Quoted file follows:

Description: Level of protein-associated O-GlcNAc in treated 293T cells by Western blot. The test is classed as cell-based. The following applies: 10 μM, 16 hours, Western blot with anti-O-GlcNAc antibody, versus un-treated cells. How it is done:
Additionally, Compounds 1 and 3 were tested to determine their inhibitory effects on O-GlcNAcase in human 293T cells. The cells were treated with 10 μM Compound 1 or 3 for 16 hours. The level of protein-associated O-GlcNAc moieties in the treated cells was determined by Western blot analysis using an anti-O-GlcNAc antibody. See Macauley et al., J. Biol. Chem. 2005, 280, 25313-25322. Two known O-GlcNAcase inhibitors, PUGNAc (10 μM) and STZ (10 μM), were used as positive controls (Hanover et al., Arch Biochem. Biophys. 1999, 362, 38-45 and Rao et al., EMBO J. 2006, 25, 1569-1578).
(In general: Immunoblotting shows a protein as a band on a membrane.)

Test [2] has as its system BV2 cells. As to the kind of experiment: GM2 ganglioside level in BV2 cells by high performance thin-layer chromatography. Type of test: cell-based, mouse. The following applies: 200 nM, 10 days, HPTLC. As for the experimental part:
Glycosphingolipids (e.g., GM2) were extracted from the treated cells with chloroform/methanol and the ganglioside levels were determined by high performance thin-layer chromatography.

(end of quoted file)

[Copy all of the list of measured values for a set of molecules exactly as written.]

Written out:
Description: Level of protein-associated O-GlcNAc in treated 293T cells by Western blot. The test is classed as cell-based. The following applies: 10 μM, 16 hours, Western blot with anti-O-GlcNAc antibody, versus un-treated cells. How it is done:
Additionally, Compounds 1 and 3 were tested to determine their inhibitory effects on O-GlcNAcase in human 293T cells. The cells were treated with 10 μM Compound 1 or 3 for 16 hours. The level of protein-associated O-GlcNAc moieties in the treated cells was determined by Western blot analysis using an anti-O-GlcNAc antibody. See Macauley et al., J. Biol. Chem. 2005, 280, 25313-25322. Two known O-GlcNAcase inhibitors, PUGNAc (10 μM) and STZ (10 μM), were used as positive controls (Hanover et al., Arch Biochem. Biophys. 1999, 362, 38-45 and Rao et al., EMBO J. 2006, 25, 1569-1578).
(In general: Immunoblotting shows a protein as a band on a membrane.)

Test [2] has as its system BV2 cells. As to the kind of experiment: GM2 ganglioside level in BV2 cells by high performance thin-layer chromatography. Type of test: cell-based, mouse. The following applies: 200 nM, 10 days, HPTLC. As for the experimental part:
Glycosphingolipids (e.g., GM2) were extracted from the treated cells with chloroform/methanol and the ganglioside levels were determined by high performance thin-layer chromatography.